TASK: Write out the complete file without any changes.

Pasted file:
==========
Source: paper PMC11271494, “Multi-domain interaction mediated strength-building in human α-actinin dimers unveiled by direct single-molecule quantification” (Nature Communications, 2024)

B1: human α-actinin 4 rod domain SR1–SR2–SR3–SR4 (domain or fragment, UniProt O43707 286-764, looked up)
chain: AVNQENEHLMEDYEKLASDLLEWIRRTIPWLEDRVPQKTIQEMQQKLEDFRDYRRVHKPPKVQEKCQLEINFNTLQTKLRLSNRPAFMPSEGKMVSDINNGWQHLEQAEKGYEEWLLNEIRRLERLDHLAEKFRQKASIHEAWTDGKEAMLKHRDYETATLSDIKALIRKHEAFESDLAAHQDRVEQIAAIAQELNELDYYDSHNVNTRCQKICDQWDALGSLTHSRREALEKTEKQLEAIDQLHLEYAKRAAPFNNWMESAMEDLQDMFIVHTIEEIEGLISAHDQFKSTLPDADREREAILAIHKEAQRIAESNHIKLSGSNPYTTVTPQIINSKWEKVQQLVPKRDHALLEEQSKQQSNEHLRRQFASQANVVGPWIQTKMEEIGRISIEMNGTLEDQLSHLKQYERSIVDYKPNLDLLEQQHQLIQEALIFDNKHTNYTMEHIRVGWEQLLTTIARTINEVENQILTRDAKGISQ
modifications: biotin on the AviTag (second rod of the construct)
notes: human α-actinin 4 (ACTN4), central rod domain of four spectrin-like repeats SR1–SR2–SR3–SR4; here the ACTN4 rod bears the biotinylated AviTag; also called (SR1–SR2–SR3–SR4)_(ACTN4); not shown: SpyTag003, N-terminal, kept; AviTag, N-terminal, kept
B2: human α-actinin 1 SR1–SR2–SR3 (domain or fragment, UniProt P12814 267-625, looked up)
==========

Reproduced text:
Source: paper PMC11271494, “Multi-domain interaction mediated strength-building in human α-actinin dimers unveiled by direct single-molecule quantification” (Nature Communications, 2024)

B1: human α-actinin 4 rod domain SR1–SR2–SR3–SR4 (domain or fragment, UniProt O43707 286-764, looked up)
chain: AVNQENEHLMEDYEKLASDLLEWIRRTIPWLEDRVPQKTIQEMQQKLEDFRDYRRVHKPPKVQEKCQLEINFNTLQTKLRLSNRPAFMPSEGKMVSDINNGWQHLEQAEKGYEEWLLNEIRRLERLDHLAEKFRQKASIHEAWTDGKEAMLKHRDYETATLSDIKALIRKHEAFESDLAAHQDRVEQIAAIAQELNELDYYDSHNVNTRCQKICDQWDALGSLTHSRREALEKTEKQLEAIDQLHLEYAKRAAPFNNWMESAMEDLQDMFIVHTIEEIEGLISAHDQFKSTLPDADREREAILAIHKEAQRIAESNHIKLSGSNPYTTVTPQIINSKWEKVQQLVPKRDHALLEEQSKQQSNEHLRRQFASQANVVGPWIQTKMEEIGRISIEMNGTLEDQLSHLKQYERSIVDYKPNLDLLEQQHQLIQEALIFDNKHTNYTMEHIRVGWEQLLTTIARTINEVENQILTRDAKGISQ
modifications: biotin on the AviTag (second rod of the construct)
notes: human α-actinin 4 (ACTN4), central rod domain of four spectrin-like repeats SR1–SR2–SR3–SR4; here the ACTN4 rod bears the biotinylated AviTag; also called (SR1–SR2–SR3–SR4)_(ACTN4); not shown: SpyTag003, N-terminal, kept; AviTag, N-terminal, kept
B2: human α-actinin 1 SR1–SR2–SR3 (domain or fragment, UniProt P12814 267-625, looked up)